UK’s first full-size driverless buses hit roads

Stagecoach project will see five single-deck buses operating between Fife and the Edinburgh Park Train and Tram interchange
UK’s first full-size driverless buses hit roads

Operator Stagecoach has announced it will commence road testing of the first full-sized driverless buses to run in the UK in Scotland this week.

The two-week trial using buses designed by Fusion Processing, manufacturer Alexander Dennis and Transport Scotland along a 14-mile route between Edinburgh and Fife will get underway this week ahead of planned journeys with passengers on board later this summer.

As part of the UK government-backed trial, a driver will still be on the bus as a back-up for passenger safety. The buses are fitted with sensor and control technology which allows them to run on pre-selected roads without the safety driver having to intervene or take control.

The buses will have six levels of driving automation, with zero to two meaning a driver must constantly supervise and is always driving, while levels three to five allow the vehicle to drive itself.

Sam Greer, regional director of Stagecoach in Scotland, said it was a "hugely exciting project" and a major step towards launching the UK's first full-sized autonomous bus service.

The CAVForth project will see five single-deck buses operating between Ferrytoll Park and Ride in Fife and the Edinburgh Park Train and Tram interchange. If the project achieves full capacity, the autonomous buses are planned to provide a service carrying up to 36 passengers across the Forth Bridge, with capacity for over 10,000 passengers a week.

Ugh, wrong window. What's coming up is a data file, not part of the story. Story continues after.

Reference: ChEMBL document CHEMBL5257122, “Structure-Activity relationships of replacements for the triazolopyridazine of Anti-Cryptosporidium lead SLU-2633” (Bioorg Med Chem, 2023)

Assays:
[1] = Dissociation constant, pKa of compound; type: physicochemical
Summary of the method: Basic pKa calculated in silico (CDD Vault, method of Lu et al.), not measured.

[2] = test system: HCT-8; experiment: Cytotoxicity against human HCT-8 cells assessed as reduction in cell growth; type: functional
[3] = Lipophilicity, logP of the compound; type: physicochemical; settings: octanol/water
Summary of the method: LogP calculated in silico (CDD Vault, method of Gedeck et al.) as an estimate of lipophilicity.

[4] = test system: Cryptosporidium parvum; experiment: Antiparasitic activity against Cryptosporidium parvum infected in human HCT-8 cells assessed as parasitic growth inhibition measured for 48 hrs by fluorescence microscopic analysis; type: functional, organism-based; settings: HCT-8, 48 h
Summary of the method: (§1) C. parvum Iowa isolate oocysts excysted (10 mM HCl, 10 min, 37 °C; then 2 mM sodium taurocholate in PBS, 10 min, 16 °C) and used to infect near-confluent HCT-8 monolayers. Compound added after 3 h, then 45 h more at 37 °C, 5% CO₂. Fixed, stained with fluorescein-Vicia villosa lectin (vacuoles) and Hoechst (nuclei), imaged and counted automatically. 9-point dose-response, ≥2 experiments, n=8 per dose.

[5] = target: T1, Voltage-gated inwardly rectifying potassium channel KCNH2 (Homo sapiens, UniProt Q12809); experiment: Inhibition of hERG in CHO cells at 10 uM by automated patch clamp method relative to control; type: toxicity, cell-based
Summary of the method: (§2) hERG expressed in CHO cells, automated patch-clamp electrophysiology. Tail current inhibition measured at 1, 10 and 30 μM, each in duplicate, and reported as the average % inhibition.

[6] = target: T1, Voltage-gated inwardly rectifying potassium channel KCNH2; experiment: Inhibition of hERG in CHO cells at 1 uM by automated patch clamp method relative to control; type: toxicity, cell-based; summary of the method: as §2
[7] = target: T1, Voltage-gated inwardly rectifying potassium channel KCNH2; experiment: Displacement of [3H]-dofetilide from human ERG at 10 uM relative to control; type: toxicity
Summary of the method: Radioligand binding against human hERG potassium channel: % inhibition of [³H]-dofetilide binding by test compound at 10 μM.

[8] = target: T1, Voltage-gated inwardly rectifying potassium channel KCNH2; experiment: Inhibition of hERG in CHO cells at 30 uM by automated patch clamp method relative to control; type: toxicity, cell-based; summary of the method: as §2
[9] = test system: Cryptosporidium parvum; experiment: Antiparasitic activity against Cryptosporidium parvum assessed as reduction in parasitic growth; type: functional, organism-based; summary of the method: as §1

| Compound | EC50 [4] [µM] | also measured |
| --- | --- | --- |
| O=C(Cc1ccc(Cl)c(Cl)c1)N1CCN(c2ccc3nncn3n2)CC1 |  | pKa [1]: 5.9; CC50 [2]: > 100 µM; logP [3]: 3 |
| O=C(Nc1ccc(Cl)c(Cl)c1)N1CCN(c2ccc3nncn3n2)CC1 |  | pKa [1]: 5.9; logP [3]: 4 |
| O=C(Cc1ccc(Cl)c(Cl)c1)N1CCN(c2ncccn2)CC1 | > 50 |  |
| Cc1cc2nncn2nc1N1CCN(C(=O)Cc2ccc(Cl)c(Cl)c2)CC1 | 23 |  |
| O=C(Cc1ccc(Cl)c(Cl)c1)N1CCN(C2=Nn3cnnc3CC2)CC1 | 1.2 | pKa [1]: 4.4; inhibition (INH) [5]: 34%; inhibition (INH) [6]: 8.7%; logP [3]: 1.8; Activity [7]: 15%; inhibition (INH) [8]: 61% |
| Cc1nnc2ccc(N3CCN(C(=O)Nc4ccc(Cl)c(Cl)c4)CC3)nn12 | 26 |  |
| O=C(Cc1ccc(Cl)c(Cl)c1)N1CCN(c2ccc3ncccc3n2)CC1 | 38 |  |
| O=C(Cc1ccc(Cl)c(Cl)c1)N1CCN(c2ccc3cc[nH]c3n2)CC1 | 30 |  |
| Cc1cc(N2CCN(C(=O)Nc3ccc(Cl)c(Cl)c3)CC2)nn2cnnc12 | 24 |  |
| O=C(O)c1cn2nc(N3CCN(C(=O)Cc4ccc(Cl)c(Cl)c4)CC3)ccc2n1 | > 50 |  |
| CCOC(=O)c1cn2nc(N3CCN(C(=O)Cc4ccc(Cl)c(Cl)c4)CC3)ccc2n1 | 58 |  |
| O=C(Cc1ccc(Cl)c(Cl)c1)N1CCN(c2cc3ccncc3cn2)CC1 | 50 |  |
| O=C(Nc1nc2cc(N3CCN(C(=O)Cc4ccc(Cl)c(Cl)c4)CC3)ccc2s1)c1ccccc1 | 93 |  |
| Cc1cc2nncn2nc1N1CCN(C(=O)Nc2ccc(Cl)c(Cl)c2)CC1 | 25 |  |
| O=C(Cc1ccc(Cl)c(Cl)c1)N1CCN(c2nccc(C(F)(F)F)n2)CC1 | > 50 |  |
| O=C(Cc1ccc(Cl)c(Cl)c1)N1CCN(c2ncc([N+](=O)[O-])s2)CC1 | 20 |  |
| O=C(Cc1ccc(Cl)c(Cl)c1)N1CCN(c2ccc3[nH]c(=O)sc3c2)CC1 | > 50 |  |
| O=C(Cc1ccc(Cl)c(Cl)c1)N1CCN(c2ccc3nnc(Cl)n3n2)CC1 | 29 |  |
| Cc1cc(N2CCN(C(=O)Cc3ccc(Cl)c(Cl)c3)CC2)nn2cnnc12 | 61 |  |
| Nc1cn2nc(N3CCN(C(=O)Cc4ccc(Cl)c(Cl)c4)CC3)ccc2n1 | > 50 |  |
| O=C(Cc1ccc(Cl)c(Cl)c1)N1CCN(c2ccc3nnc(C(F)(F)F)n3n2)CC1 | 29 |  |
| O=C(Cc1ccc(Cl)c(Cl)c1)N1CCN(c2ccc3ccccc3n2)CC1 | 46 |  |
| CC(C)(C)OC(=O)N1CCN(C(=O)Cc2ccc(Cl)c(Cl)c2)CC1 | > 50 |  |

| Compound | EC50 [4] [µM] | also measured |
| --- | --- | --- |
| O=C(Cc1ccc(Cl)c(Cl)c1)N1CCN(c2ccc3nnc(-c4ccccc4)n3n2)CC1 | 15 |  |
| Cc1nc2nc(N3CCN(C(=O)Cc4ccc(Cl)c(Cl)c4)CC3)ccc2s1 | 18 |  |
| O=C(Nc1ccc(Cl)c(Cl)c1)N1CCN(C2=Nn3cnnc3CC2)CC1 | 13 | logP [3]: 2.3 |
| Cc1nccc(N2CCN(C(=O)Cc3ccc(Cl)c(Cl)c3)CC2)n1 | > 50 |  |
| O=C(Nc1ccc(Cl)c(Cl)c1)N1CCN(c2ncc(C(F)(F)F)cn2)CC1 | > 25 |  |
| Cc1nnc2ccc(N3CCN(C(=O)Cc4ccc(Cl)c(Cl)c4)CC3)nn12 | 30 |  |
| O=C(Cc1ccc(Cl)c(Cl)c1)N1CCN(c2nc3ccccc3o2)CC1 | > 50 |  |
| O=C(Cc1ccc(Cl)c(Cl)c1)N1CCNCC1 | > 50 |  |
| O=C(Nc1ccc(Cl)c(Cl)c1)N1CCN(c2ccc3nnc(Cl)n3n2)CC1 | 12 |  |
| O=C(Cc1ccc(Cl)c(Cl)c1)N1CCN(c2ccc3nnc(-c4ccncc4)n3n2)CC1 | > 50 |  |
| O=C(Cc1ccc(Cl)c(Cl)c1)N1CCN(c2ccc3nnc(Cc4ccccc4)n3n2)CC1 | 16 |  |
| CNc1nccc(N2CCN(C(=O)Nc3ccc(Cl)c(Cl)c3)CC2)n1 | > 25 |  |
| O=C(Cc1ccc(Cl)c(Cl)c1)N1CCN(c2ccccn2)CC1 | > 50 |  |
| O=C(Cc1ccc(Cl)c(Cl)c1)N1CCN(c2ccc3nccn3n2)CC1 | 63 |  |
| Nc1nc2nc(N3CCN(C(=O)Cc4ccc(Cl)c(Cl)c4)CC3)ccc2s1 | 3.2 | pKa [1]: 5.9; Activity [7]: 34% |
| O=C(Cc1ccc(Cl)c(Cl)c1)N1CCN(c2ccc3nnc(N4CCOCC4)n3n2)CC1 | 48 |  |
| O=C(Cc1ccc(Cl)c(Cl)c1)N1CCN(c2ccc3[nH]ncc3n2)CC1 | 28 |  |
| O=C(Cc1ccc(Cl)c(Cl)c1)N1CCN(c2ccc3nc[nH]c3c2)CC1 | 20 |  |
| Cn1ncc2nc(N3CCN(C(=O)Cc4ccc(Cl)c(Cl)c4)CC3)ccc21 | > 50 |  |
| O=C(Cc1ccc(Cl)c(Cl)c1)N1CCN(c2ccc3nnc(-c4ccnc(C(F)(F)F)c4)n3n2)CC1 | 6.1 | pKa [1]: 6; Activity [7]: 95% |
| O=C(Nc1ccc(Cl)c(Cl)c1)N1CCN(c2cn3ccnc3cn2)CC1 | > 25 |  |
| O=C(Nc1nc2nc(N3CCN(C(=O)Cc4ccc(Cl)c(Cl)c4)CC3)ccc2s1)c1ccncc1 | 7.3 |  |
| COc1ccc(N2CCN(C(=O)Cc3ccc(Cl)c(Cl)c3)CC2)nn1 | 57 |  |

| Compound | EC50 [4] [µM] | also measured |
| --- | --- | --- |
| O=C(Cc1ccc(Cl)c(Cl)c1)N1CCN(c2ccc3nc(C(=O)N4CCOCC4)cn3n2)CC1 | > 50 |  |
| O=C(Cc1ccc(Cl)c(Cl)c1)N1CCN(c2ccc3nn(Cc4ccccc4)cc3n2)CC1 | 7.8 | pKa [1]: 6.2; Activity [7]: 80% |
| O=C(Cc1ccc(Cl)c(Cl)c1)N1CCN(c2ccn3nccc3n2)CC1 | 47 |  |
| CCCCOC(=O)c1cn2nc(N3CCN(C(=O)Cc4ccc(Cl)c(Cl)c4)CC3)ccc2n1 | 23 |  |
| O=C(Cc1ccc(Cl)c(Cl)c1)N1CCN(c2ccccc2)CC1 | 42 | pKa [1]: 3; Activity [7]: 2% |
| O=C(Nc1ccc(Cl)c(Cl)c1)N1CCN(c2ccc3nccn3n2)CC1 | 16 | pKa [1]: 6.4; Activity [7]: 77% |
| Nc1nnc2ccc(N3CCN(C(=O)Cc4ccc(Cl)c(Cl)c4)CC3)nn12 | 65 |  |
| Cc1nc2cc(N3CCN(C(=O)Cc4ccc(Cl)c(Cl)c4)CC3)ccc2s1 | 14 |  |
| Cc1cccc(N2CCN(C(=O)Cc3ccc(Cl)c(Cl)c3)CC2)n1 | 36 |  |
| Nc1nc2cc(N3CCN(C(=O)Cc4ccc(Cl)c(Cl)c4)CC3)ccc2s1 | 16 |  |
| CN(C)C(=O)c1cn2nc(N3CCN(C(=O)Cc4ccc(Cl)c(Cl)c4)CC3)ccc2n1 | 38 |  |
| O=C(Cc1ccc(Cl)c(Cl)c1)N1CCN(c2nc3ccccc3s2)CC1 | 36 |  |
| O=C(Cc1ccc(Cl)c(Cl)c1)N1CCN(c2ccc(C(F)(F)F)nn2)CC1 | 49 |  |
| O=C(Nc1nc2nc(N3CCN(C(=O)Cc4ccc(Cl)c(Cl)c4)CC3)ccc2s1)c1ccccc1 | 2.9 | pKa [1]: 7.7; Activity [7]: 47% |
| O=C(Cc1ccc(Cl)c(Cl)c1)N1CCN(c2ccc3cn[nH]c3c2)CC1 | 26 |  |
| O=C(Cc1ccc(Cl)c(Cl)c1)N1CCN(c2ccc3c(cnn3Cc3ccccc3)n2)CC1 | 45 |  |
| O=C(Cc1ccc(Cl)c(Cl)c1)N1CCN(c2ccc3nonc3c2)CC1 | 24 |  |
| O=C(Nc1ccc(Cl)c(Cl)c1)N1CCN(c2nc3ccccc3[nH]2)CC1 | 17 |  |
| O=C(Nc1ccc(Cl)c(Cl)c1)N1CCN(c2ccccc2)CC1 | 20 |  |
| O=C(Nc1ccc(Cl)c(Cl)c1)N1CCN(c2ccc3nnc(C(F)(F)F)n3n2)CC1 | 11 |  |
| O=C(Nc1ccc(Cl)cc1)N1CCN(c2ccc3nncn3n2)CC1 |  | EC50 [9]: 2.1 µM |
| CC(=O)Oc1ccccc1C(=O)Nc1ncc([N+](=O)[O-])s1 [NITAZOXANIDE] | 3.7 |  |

The live road testing follows successful depot-based trials, track testing and virtual simulation by Stagecoach to fine tune the autonomous drive systems.

Jim Hutchinson, chief executive of Fusion Processing which has developed the sensor technology, called it "the world's most complex and ambitious autonomous vehicle programme".

"On-road testing is an exciting milestone in the development of autonomous commercial vehicles and we look forward to welcoming passengers onboard in a few months' time," he added.

The project follows previous trials of smaller, shuttle buses in London, Cambridge and Birmingham, while another driverless bus pilot is also due to start in Inverness later this year.

The Inverness pilot will this summer cover a 2km route linking the Beechwood campus of the city's university with the Inverness Retail and Business Park.

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